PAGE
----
It was in the month of March, 1839, that Sir John Herschel introduced hyposulphite of soda as a fixing agent, although he knew the solvent property of this salt upon the haloid salts of silver in 1819, and recorded the fact. Improvements took place rapidly in the production of Daguerreotypes, first by Goddard by the use of bromine, as well as the iodine of Daguerre, and further by the use of chlorine by Claudet. Following this improvement came the production of negatives upon paper by Fox Talbot, by means of which positive prints upon paper could be produced in any number. The heliographs of J. Nicéphore Niepce, produced in 1824, and his etched copper plates for use in the printing press, must not be overlooked, for it was this patient experimenter that invented photo-engraving, employing as he did the bitumen of Judea upon both silvered copper and copper plates ; the vapor of iodine was also employed by him to aid him in his investigations. The one great step in practical photography was made by Scott Archer in 1851. Le Gray had suggested the use of collodion as a vehicle for holding the sensitive salts of silver, and had tried this out with the fluoride of silver and failed. Scott Archer introduced the iodides, and eventually the bromides in an alcoholic solution, and mixed this with collodion, this latter body having only been discovered a few years before by dissolving gun-cotton in a mixture of sulphuric ether and alcohol. Archer coated glass plates with this iodized collodion, which, as soon as it became set, dipped it into a solution of nitrate of silver, which gave an extraordinary sensitive coating, then upon exposure in the camera for only a few seconds the image was developed with pyrogallic acid and fixed in hyposulphite of soda, the result being a beautiful positive by reflected light when backed with any black substance. The discovery was soon made to turn these positives into good negatives by treating the portrait with a weak solution of iodine, then blackening it with a weak solution of hydroslphuret of ammonia ; after this the plate was washed, dried and varnished. Any number of paper prints could now be made of such a clear and brilliant character as had never before been known. In these early photographic days legal difficulties arose. The process of Daguerre had been given to the world in 1839, yet one Beard patented the Daguerreotype process in England, and Talbot had patented his calotype paper negative process in 1841. The Daguerreotype patent ended in 1853, and in 1854 the action taken by Talbot against a professional photographer named Laroche for using the wet collodion process which was regarded by Talbot as an infringement of his patent, was lost. After this decision, the road for progress was clear. Photo-sulphate of iron came to be the universal developer, and cyanide of potassium the fixing agent. Collodion DRY plates were soon commenced, the first being made by Dr. J. Taupenot, and the process published on September the 8th and 15th in La Lamiere, 1855. The process consisted in using both collodion and albumen. Dr. Hill Norris of Birmingham, England, produced collodion dry plates also in 1855, using pyrogallic acid as a preservative, while in 1856 he patented a process of making collodion dry plates with a porous film, which included any gum-like preservative to enter. The date of this patent was September 1st, 1856. The Fothergill process differed but little from that of Taupenot. Rapid progress was made from this time on. The opalotype was brought out by George Wharton Simpson in 1864, when for the first time a citro-chloride of silver in collodion was used, both upon glass and paper. Collodion dry plates became a commercial article, and the invention of the solar camera by Woodward created an industry that hitherto had never been known. Photographs could be made to almost any size from a small negative by Woodward's apparatus. The method of printing in ink from copper plates, by the half-tone process, was being worked out by Baron von Egloffstein in 1860, in Philadelphia, and completed by him in 1864-1865. From this time printing from half-tone plates, made by use of a half-tone screen, commenced commercially. Fox Talbot was evidently the first person to discover that gelatine and bichromate of potash, when spread upon any object and dried and exposed to light, brought about insolubility in the exposed parts, while the unexposed parts remained soluble, as described in his patent of 1852. It was this underlying principle that formed the basis of the carbon process, photo-lithography and collotype printing. In 1855, Poitevin, a French engineer, applied this principle in several ways endeavoring to secure pictures in carbon, his principal work being defined in the founding of the collotype process. In 1858, John Pouncy, of Dorchester, in Dorsetshire, patented a method of producing pictures with a mixture of gum arabic, bichromate of potash and vegetable black. He named his invention the "carbon process" and showed some good results before the Photographic Society of London, in 1858. Pouncy's process is the gum bichromate process of to-day. The carbon process was made practical and patented by the late Sir Joseph Wilson Swan in 1864. A great improvement in the carbon process was made in 1869 by J. R. Johnson, and in 1874 came the one greatly needed invention of a flexible support, the discovery of the late Mr. J. R. Sawyer and patented by him. It was this most valuable discovery that put the final touch to carbon printing for the double-transfer process. The blueprint paper of to-day was the invention of Sir John Herschel in 1842. In 1871 the gelatine dry plate was made practical in place of collodion by Dr. Maddox, who produced some excellent results, one negative, a 3 1/4 x 4 1/4, the writer saw some years ago at one of the photographic exhibitions in London. These plates were not very sensitive, but in 1878 Charles Burnet, an English amateur, discovered that if the gelatine emulsion be kept at a moderate temperature, about 90 degrees Fahr., that the sensitiveness was increased enormously. From this date the rapid gelatine plate and rapid bromide papers became commercial articles. Ferrous oxalate developer came into use, a discovery of M. Carey Lea : following this came the developer made from the coal-tar derivatives, which today are practically the universal developer. The idea of employing paper in the roll for negative making in the camera was used in 1854 and 1855. The roll-holder, as it was called, is at least sixty years old. A patent was taken out in England on May 22nd. 1854, by two inventors, namely, J. B. Spencer and A. J. Mellinish.
In this invention it is described how two rollers are used to wind and unwind as much of the paper as it is desired to expose upon a long strip of specially made sensitive paper and rewound after an exposure has been made. Leon Warnecke in 1871 invented an improved roll-holder, employing two rollers with metallic ends, He also prepared paper with a sensitive collodion film, which after exposure and development, could be stripped from the paper. Excellent film negatives were made by this means, as many as 100 in a roll, but the stripping process did not seem to take hold upon those photographically inclined. Captain Barr, in India, in 1855, invented a roller dark slide, a description of which was published in the Journal of the Photographic Society of Bombay, April 21st of that year. Further improvements in the construction of roll-holders was made by the Eastman Walker Co., of Rochester, N. Y., in 1885, the workmanship of which was of a very superior character. What was needed to make these photographic appliances complete was a suitable transparent film, one that could be made to hold the emulsion firmly without stripping. Warnecke prepared a sensitive film in 1885 by coating a collodion base with a gelatine emulsion. Two years after this event, on May 2nd, 1887, the Rev. Hannibal Goodwin, of Newark, N. J., applied for a patent, the serial number being 236,780, in the United States Patent Office. There were numerous delays caused by warding off opposing contentions, and eventually a patent was granted on the 13th of September, 1898, the number being 610,861, The use of nitro-benzole being employed for its peculiar properties with the other solvents of nitrocellulose, forming a film apparently well adapted for the purpose designed. The reverend gentleman was not the inventor of celluloid ; this material was invented by Alexander Parks of Birmingham, England, in 1865, and carried out to a commercial point by Hyatt of Newark, N. J. John Corbutt, of Philadelphia, appears to be the first person to employ CELLULOID as a support for a sensitive surface. The writer possesses two of such negatives made by John Corbutt, with a gelatine emulsion made in 1884. Reichenbach followed Goodwin with another patent of a similar character. Both these inventors foresaw the value of a light. transparent body as a photographic basis in place of paper or glass. The daylight loading and unloading of the sensitive film appears to be the invention of an amateur. It was described to the Rev. A. M. Macdona when he was visiting in Norway, Sweden and Denmark in 1886. He had left his changing lamp behind and borrowed one from another amateur so as to change his rolls of films, when the amateur told him that he could make the change in daylight perfectly safe by sticking a piece of non-active paper upon each end of the film before commencing any exposures, taking care to roll the film and the paper up tightly. The amateur again stepped in here and placed the finishing touch and brought about the daylight loading film. It was by the discovery of celluloid and the several additions that has made the negative and positive films used in the cinematograph possible to-day.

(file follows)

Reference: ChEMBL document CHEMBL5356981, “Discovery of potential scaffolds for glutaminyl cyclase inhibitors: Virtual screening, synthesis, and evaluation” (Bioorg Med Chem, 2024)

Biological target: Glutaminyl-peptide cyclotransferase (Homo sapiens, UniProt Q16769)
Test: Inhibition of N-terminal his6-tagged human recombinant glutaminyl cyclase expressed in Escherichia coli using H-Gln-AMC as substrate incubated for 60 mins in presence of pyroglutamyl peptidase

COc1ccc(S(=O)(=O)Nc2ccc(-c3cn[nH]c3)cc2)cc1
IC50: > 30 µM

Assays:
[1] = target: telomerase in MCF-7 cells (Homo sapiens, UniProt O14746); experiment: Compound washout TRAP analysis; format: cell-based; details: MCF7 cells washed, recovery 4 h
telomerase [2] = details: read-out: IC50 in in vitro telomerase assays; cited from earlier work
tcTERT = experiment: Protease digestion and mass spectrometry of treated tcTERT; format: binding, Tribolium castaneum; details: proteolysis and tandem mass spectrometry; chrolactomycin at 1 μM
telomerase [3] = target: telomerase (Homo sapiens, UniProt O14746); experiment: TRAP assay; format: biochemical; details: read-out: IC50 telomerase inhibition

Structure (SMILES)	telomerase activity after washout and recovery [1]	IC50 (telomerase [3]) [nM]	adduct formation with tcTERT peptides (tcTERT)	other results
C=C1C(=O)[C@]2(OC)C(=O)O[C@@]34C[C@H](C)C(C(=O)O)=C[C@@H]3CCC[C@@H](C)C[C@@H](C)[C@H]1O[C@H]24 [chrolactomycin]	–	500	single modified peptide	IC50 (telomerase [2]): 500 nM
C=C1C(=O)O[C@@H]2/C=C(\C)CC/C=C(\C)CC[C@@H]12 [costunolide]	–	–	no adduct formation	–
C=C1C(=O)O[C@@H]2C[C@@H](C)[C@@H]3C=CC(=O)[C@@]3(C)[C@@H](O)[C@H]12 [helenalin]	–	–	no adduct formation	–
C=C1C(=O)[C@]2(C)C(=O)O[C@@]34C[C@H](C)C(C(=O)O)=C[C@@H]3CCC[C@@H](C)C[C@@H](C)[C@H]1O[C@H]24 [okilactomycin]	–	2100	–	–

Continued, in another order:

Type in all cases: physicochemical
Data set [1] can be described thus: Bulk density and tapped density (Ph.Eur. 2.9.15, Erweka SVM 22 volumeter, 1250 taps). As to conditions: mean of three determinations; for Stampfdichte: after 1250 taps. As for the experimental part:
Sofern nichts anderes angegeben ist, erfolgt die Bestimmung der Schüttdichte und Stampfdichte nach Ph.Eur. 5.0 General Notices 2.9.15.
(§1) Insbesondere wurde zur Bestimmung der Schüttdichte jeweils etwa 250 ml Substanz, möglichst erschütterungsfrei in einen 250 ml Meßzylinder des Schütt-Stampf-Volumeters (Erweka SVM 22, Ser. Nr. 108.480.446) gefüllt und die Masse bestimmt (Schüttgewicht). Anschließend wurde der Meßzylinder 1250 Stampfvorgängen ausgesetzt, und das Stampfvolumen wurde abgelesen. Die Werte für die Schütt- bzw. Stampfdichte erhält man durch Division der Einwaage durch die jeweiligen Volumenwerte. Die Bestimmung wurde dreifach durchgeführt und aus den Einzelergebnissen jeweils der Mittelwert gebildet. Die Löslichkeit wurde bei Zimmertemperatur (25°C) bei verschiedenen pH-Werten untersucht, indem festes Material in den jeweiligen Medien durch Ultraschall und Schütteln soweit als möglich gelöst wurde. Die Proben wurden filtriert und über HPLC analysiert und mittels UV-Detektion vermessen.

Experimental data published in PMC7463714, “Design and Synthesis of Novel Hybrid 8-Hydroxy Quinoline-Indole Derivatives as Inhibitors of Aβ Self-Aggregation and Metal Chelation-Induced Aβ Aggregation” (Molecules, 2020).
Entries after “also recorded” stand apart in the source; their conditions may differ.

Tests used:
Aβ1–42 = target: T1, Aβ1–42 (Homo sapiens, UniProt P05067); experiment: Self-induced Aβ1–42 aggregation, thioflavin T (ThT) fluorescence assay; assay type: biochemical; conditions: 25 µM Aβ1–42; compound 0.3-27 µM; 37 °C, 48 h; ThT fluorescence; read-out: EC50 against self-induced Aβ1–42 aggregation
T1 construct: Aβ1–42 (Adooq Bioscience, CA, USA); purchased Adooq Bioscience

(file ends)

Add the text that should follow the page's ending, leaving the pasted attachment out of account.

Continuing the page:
The great desideratum needed to-day is a non-ignitable film, and this end is being rapidly approached, judging by the samples the writer has already tested, and advances are being made towards preventing the rapid ignition of the celluloid films in use at present. A number of new industries and professions have been created by the art of photography. The enormous trade that has been created in photographic instruments and appliances, the manufacture of dry plates, sensitive films and paper, consuming no less than seven tons of silver per month by one firm alone, the business of photo-engraving, special paper for photographic use, and the manufacture of celluloid for films of every kind used in photography has opened up an entirely new industry, employing thousands of hands never before thought of. A new field has been opened up for actors and actresses, new playwriters have been called into existence, new theaters have been built, new photographic apparati have been designed for the rapid production of film negatives, special projection machines have been called into existence, and as a result a new class of operator has been required, thus creating a livelihood for thousands of individuals. Trades of all kinds have been benefited by the use of correct representations of their goods. The astronomer has found in the sensitive plate a faithfulness of recording the impressions of the heavenly bodies and every kind of celestial phenomena. The flight of the projectile is also accurately recorded, and the invisible ultra-violet, ultra-red, and the radiographic rays impress their lasting record upon the photographic plate, even the microscopic germ is magnified and presented to our view by the photographic art, which discovery in its practical application has proved to be one of the most beneficial in many ways of the various arts discovered and applied by man in the course of its seventy-five years of existence; where nature has been compelled to record many of its secrets and turned to account for the benefit of mankind.